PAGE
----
Gurli Åberg was an actor, active during the nineteenth century. Her acting career began with portraying serious roles but her forte came to lie in performing comedy.
Gurli (Gulli) Åberg was born in Stockholm in 1843. She bore the burden of being the illegitimate daughter of an unremarkable woman named Johanna Christina Berg and Lieutenant Carl Wilhelm Bergnéhr. The latter was married to Charlotta Philp, the mother of the actor Zelma Hedin.
In 1847, Gurli Åberg’s father murdered her mother and then shot himself dead. Gurli Åberg had at this time already been fostered out to the Åberg family whose surname she adopted. Following the death of her foster father, Gurli Åberg was placed in a ballet school at seven years of age. At the age of fourteen she entered the school of the Royal Swedish Opera, initially as a ballet pupil and then as a student of acting and, finally, again as a ballet pupil.
Gurli Åberg lodged with the family of a merchant during the years of 1862—1863. She was considered a particularly talented student and this was a special arrangement just for her. She was also employed at the Royal Dramatic Theatre during this period, remaining there until 1868. She returned in 1871, staying there until 1884. She married mining engineer Carl Gustaf Ulff in 1883. In a move that was quite unusual for the time, Gurli Åberg carried on acting even after getting married.
She made her stage debut while she was a student at the Royal Dramatic Theatre by stepping in at short notice to play the part of Berthe in Hector Berlioz’ opera Benvenuto Cellini. Her performance was deemed a success by the public and she subsequently received a lot of acclaim for her performance in Friedrich Schiller’s play The Maid of Orleans.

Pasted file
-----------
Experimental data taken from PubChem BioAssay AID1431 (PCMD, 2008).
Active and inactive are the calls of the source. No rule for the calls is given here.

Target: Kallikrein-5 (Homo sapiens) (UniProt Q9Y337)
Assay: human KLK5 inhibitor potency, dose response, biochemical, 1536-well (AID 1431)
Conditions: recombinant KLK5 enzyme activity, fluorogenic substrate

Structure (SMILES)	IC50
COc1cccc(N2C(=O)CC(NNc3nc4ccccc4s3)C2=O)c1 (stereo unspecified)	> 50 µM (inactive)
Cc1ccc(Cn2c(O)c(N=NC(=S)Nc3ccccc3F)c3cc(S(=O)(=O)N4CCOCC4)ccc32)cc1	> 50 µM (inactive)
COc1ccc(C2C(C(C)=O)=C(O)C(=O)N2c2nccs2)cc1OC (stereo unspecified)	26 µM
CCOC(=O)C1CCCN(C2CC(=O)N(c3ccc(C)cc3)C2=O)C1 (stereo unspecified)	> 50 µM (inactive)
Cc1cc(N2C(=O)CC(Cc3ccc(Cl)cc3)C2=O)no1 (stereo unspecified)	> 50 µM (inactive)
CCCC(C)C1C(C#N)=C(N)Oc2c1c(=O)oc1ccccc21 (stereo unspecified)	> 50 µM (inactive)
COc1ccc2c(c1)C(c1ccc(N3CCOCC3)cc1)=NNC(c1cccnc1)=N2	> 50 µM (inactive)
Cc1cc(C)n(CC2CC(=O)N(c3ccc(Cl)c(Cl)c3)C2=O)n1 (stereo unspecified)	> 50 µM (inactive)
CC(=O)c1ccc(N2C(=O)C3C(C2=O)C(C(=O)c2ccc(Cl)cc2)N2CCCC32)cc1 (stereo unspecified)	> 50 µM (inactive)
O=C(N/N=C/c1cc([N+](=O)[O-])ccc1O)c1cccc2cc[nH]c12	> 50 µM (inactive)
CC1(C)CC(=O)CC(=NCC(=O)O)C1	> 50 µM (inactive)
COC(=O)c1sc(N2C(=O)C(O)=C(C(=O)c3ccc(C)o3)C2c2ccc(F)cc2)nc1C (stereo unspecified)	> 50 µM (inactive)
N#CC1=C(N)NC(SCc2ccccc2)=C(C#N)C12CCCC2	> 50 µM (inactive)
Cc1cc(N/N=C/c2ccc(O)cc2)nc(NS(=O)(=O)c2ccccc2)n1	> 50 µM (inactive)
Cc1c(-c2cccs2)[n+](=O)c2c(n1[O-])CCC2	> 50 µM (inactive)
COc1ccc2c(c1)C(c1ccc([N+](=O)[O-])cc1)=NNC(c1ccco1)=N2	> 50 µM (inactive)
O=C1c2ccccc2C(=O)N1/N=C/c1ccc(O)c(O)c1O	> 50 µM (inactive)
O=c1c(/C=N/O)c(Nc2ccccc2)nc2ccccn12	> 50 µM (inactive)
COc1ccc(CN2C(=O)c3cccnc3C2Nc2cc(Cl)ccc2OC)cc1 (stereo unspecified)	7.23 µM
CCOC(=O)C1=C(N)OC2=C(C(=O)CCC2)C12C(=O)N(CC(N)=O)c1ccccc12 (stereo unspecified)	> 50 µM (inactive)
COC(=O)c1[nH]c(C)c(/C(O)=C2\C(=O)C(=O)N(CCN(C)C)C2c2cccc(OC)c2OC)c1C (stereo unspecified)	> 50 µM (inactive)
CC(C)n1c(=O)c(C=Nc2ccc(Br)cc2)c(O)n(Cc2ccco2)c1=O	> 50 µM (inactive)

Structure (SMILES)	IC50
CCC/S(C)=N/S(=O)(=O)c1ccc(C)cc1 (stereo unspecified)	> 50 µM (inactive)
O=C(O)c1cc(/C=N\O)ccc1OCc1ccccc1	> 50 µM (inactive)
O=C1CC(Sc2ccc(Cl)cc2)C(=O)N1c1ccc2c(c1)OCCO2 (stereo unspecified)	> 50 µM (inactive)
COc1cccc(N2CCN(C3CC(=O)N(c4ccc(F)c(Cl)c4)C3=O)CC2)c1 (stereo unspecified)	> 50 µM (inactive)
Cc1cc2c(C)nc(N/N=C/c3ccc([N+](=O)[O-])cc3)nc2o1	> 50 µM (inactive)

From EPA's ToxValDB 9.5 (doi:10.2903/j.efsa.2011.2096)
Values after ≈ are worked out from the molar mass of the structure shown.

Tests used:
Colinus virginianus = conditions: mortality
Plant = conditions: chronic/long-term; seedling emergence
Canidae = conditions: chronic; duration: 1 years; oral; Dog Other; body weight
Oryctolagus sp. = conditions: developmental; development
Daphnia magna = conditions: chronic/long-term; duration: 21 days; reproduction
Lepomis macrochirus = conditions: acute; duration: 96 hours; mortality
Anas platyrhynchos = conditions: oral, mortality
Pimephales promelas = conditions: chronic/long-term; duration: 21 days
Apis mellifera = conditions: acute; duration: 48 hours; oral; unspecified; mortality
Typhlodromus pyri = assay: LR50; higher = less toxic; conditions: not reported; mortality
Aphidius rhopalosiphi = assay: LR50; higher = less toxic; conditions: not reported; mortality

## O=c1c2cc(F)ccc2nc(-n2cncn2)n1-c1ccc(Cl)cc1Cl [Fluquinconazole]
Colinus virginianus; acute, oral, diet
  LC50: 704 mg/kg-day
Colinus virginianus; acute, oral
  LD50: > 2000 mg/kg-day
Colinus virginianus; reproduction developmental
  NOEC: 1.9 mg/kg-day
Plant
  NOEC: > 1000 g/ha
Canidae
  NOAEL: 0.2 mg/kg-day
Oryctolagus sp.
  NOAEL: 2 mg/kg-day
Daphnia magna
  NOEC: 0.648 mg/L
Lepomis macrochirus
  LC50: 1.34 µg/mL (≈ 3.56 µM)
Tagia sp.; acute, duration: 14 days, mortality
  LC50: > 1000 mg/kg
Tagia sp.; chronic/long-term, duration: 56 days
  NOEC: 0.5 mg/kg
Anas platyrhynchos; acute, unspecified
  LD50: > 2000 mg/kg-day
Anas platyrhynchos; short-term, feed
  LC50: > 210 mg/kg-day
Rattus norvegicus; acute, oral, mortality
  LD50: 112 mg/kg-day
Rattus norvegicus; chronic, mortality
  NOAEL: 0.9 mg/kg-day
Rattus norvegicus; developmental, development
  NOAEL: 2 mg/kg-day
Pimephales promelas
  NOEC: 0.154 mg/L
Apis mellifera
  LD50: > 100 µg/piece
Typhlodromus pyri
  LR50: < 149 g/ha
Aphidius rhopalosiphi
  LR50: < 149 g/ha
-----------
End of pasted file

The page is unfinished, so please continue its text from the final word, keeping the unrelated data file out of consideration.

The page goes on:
Even after making her stage debut Gurli Åberg continued her professional training. This, perhaps, reflected the fact that she was not satisfied with her position in the royal theatres. In 1870 she undertook a study trip to Paris, cut short by the outbreak of war, and from 1877 to 1883 she took lessons from Signe Hebbe.
Gurli Åberg’s career took off significantly after she found a release for her comedic acting talent at the private establishment Nya teatern, performing the Shakespearian roles of Beatrice in Much Ado About Nothing, Rosalind in As You Like It, and Katarina in The Taming of the Shrew. She enjoyed her greatest success during three guest appearances, the first two of which were in Kristiania (now Oslo, Norway) during 1871-1872 and 1883, and the third in Helsinki, Finland, in 1876.
Her final stage performance occurred in 1890 at Stora Teatern in Gothenburg when she performed as Duchess Pandovani in Alphonse Daudet’s La Lutte pour la Vie.
Gurli Åberg led a long life following her retirement from acting. She died at the age of 78 in Stockholm in 1922.